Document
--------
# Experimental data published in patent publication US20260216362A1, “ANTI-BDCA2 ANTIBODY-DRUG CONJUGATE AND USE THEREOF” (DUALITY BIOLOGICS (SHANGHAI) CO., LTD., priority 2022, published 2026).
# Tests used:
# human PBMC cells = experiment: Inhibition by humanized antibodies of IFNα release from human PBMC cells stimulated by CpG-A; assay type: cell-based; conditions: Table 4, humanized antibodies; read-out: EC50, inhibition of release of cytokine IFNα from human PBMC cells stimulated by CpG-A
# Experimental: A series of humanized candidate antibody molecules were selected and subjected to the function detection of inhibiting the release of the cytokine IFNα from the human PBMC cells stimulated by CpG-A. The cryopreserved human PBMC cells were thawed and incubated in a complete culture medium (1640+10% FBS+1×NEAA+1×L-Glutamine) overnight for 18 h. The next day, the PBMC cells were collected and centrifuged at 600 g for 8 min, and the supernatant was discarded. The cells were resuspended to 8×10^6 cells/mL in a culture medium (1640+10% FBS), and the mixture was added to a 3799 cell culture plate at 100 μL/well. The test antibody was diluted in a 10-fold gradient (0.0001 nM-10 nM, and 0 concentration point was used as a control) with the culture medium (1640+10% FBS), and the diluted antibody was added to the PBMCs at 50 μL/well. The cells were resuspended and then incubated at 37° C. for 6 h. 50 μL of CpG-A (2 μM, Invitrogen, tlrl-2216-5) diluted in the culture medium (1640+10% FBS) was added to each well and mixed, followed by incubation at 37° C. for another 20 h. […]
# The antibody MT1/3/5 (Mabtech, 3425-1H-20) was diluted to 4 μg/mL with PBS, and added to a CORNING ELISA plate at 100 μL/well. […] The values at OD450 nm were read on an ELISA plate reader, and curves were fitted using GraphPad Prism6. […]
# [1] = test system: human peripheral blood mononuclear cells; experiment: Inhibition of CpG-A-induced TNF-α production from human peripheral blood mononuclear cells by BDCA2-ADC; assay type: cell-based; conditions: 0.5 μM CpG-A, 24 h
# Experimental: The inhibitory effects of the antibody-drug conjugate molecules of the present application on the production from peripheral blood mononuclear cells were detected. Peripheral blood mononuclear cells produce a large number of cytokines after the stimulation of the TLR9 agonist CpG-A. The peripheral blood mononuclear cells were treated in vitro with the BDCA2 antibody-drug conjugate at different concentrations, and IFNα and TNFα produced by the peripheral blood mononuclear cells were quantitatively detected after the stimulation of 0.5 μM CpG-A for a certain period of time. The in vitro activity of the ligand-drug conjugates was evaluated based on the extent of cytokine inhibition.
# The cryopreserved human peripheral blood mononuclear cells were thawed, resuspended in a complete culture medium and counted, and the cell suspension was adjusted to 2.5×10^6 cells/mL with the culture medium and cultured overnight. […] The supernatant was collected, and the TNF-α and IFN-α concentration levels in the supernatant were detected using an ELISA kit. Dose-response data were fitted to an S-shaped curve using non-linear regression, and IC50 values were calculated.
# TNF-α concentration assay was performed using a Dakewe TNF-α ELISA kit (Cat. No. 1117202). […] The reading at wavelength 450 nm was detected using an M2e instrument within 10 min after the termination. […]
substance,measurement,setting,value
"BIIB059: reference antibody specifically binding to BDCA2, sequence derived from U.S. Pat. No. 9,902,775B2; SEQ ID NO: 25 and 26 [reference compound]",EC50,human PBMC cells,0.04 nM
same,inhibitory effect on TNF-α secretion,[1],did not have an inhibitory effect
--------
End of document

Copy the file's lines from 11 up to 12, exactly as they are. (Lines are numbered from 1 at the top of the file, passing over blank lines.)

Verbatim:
"BIIB059: reference antibody specifically binding to BDCA2, sequence derived from U.S. Pat. No. 9,902,775B2; SEQ ID NO: 25 and 26 [reference compound]",EC50,human PBMC cells,0.04 nM
same,inhibitory effect on TNF-α secretion,[1],did not have an inhibitory effect